7. I envy your love of skiing. I took it up at 40 when we moved to Switzerland because, well, Alps! My first winter, just as I was gaining some confidence, I skied into a stone wall. Wanting to spare my knees, I managed to hit it with my head. They don’t warn you of stuff like that in France. Those slopes are cow pastures in the off-season.


      1. It was off to the side just slightly and covered with snow. No orange fencing or anything. I had been going a little too fast and headed towards it to slow down. I saw the rock at the last second! Ouch!


        1. Oh, god. That sounds terrible. They should have marked it!
          My son pointed out a big rock marked under the chairlift. He had taken that run the weekend before and it wasn’t marked. The rock caught his board and he faceplanted. Good thing he didn’t really hurt himself.
          Skiing is an extreme sport!

          Liked by 1 person

          1. I always figured that if this happened in the US I’d own the resort!

            I never did get good enough to be considered extreme. But oh do I love the mountains in the snow!


            1. You would own it!
              I posted this link on Stumbleupon and it had the option of “extreme” sports or “general.” I didn’t know what skiing was considered, so I googled extreme sports. There it was!

              Liked by 1 person

    1. I’m keeping it WILD! And no one will see it under my ski pants. Ha!
      I have the elastic ones now, but I really need the heavier duty one for confidence. As long as I can’t twist it and my skis release, I’ll be golden!


  8. You can tell a whale of a tale, Susie. Looks lovely – and exhausting ( Never trust ski friends! But then again better to take on the biggest obstacle while you are fresh…not a fan of trees…that’s why i love Canadian Rockies so much HA HA)
    Protect, but keep living with that knee! Go wild.


    1. Thanks, Phil!
      I should know better! Ha! Danny, of all people, will lead anyone down the path to fresh powder.
      We were in the trees a lot in Canada. They’re really fun if the conditions are right. I have to remember to look at the snow, not the trees!
      Where did you ski in Canada?

      Liked by 1 person

      1. Trees…mesmerizing…wonder if it’s like cars – you steer where you are looking? We used to go up to the Banff area – my favorite spots were above the timberline: plenty of room for all and no trees.
        But if you aren’t into drag racing downhill, trees can be lovely to wind among….but I always seemed to be with friends who loved speed and learned to ski as kids….


  9. After wiping out on a ski lift many years ago, (I’m 50 something) I commend you for your bravery ❤ After wiping out on the ski life, the sign at the top of the run was this was for experienced downhill skiers. Thank you to my older sister who said she would get me to the bottom and then disappeared, ahhhhh…I never did get back up on the horse that threw me. No regrets, I lived and I had many children who needed me to stay alive so they could be born. Blessings to you on those slopes ❤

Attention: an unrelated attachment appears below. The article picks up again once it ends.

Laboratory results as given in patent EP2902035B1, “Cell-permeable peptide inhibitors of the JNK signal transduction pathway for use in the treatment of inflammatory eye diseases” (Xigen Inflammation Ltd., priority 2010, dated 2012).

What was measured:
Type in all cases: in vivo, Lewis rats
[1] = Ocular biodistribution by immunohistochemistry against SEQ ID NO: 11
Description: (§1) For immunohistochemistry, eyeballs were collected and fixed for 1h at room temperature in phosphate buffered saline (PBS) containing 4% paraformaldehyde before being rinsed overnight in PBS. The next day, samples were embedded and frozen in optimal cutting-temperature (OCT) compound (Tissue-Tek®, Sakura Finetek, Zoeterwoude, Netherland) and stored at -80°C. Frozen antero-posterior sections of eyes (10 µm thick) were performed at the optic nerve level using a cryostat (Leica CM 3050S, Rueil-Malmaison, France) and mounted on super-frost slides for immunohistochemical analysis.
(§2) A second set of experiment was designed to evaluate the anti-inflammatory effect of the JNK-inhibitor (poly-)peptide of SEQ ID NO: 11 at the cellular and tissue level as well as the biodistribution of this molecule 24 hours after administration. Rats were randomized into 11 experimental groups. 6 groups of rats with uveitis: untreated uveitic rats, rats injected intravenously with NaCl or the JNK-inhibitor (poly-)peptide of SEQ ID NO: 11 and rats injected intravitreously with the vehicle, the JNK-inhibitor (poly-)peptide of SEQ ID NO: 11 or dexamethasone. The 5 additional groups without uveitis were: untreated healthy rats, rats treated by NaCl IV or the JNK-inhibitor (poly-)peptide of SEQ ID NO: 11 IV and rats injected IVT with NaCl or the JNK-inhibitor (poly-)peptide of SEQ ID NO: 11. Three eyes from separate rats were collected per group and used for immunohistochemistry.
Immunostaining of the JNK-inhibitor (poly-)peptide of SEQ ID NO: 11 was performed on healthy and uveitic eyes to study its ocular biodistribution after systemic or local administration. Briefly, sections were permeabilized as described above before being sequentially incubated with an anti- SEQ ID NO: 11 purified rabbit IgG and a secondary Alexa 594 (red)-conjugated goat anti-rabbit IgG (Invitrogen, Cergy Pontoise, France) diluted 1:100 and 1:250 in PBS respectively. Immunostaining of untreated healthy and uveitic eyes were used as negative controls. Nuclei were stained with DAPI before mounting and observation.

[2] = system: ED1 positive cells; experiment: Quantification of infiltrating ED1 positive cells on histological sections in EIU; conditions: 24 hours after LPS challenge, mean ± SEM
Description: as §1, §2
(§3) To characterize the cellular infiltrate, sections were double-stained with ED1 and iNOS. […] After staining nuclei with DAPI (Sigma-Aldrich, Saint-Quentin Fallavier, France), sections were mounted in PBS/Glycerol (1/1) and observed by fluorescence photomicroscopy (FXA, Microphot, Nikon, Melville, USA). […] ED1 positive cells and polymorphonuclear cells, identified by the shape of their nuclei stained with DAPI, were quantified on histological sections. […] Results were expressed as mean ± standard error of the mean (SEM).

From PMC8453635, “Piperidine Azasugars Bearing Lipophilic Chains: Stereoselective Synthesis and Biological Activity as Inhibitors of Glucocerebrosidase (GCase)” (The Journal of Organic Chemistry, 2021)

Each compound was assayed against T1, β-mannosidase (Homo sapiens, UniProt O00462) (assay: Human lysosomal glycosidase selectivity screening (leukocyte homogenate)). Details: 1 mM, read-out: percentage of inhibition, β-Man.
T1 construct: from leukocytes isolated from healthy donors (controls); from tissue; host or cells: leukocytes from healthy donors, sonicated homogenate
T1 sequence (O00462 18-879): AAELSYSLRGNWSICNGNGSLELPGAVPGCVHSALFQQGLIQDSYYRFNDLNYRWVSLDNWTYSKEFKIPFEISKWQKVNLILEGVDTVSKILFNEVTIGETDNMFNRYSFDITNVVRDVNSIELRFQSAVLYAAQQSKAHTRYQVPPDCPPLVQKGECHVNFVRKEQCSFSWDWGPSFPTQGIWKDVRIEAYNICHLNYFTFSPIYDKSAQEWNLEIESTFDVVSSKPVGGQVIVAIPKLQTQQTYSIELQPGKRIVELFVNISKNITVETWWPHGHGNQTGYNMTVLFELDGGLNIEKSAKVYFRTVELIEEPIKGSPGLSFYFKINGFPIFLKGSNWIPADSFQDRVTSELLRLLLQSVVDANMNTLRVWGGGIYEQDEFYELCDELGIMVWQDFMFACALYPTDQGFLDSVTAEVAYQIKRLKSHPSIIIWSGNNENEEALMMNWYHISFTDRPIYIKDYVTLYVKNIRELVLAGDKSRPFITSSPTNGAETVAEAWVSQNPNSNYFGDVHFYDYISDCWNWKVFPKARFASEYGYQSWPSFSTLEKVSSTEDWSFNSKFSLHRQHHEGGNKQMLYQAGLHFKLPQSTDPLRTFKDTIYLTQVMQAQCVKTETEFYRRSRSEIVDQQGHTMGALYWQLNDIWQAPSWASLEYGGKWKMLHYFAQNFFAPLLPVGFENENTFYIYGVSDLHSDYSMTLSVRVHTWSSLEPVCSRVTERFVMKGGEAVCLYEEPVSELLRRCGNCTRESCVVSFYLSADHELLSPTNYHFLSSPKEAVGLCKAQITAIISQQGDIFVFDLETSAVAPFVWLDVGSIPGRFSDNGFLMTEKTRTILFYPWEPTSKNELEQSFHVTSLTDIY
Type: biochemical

1. Living is important! No matter how I’ve been thrown off, I’ve always gotten back on the horse. It can be nerve-wracking. I’ve gone through a couple of surgeries and doctors have warned, “You can ski, but don’t fall!” Pshh. That got in my head big time! Now that I’m healed up, I have to shake it off and rebuild my confidence. I was proud to avoid face-planting like so many over the weekend. 🙂
      Thanks for stopping by the Wild Ride, Scarlett!


      1. When I was 20 something I was in a really bad auto accident i.e. traumatic brain injury (coma for 5 weeks) woke up paralyzed on my left side and couldn’t see very well. No one wanted me to ever drive again, but the husband took me out and said drive. So I did ❤


  10. Duuuuuuuuuude as someone who has had knee surgery before I was soooooo scared reading this! Freaking out and hoping you would be all right. Phew! Wild Rider! You totally freaked me out. But so glad you dig down deep and made it. Glad you learned something about yourself through sports. Those are always the best lessons and tend to stick longer. Glad you had a great adventure on fresh powder and yes! Wear a full on bionic brace next time! Glad you were out and about and GREAT pictures!


    1. Thanks, Guat!
      It was a challenge, but I am planning to brace it up next time. What kind of knee surgery did you have? Arthroscopic?

      The interesting thing about skiing is you have to keep your weight forward to go downhill. Talk about facing your fear. You have to just GO! The deep, heavy powder conditions are unusual, so I should feel more confident next time!
      Have you ever skied?


  11. nah, don’t click to my blog! however: i’m “over the hill” from susielindau and yes, that storm rolled over our house and gathered momentum (and packages of ice and snow) as it rolled over the divide onto the other side. sighed. i yoosta ski and loved it but do equally crazy things instead, now. (like ice-hockey goalie. i might even do that if it wasn’t for the beer).

    still… your account brought back me(s)moreez and i think i can actually FEEL/grok/intuit skier’s accounts of wha gwan.

    thanx ~ ! (and you have the WerdPress logo on yore hat !? heh ! )


    1. Thanks for dropping by the Wild Ride, eh! When I first moved to Colorado from Wisconsin, they placed me in Canada. Yep. I wore my WordPress toque. It fits perfectly under my helmet.
      So you’re a goalie, eh? For what team?

      Liked by 1 person

      1. usually the “wednesday night “old man’s league”” (but women are encouraged to show up and some do, and they lowered the bar and half the people are under 40. i think i’m the only goalie over 40, in the event we have to exclude the under 40’s … i’m retiring next week and will consider the “monday night not-so-old league”. (the arena is in GrandJunction, ya’ know, “over the hill” from ya’)